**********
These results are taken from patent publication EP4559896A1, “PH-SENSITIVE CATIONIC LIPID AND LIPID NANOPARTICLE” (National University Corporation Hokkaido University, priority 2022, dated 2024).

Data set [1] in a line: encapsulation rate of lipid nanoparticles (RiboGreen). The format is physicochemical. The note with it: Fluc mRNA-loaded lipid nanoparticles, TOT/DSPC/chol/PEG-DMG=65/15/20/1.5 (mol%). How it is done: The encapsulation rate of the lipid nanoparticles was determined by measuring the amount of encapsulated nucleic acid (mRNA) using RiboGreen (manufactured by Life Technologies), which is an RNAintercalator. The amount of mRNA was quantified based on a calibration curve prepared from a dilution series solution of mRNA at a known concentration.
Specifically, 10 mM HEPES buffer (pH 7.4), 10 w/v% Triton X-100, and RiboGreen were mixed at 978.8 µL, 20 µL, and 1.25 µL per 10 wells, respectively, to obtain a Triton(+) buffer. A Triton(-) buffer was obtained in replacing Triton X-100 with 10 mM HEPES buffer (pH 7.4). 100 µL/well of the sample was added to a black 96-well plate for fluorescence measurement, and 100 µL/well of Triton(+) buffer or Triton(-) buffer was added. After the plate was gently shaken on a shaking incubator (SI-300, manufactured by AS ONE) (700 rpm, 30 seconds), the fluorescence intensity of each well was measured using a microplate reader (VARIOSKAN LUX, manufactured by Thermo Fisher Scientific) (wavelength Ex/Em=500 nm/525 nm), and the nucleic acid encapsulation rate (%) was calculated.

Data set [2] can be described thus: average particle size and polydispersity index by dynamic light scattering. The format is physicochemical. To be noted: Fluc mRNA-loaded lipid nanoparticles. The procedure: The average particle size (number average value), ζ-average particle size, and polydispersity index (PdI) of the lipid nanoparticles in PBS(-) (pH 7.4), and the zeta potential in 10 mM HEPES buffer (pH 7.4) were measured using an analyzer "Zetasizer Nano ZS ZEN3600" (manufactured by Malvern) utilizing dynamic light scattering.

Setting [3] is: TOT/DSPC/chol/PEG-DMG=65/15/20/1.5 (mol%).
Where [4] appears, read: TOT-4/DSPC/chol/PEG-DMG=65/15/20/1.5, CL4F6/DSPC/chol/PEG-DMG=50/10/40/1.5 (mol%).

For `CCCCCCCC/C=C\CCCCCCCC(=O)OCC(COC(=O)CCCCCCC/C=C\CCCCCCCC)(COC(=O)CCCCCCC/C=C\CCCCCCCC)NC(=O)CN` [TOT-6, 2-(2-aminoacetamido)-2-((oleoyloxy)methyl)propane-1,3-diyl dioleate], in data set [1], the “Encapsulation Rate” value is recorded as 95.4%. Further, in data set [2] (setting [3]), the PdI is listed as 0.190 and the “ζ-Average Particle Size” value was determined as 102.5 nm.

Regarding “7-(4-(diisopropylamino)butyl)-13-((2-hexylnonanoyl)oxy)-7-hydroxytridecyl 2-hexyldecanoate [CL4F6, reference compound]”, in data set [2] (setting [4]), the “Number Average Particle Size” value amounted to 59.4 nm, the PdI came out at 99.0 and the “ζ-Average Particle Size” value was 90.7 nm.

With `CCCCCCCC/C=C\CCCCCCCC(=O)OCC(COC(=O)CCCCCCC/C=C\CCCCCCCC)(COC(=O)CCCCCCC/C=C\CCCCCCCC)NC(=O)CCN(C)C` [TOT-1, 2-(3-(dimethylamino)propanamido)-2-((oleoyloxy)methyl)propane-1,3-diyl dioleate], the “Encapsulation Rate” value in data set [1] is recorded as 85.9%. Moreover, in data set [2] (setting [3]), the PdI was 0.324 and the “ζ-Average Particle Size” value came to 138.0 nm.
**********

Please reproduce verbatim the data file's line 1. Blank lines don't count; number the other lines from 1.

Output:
These results are taken from patent publication EP4559896A1, “PH-SENSITIVE CATIONIC LIPID AND LIPID NANOPARTICLE” (National University Corporation Hokkaido University, priority 2022, dated 2024).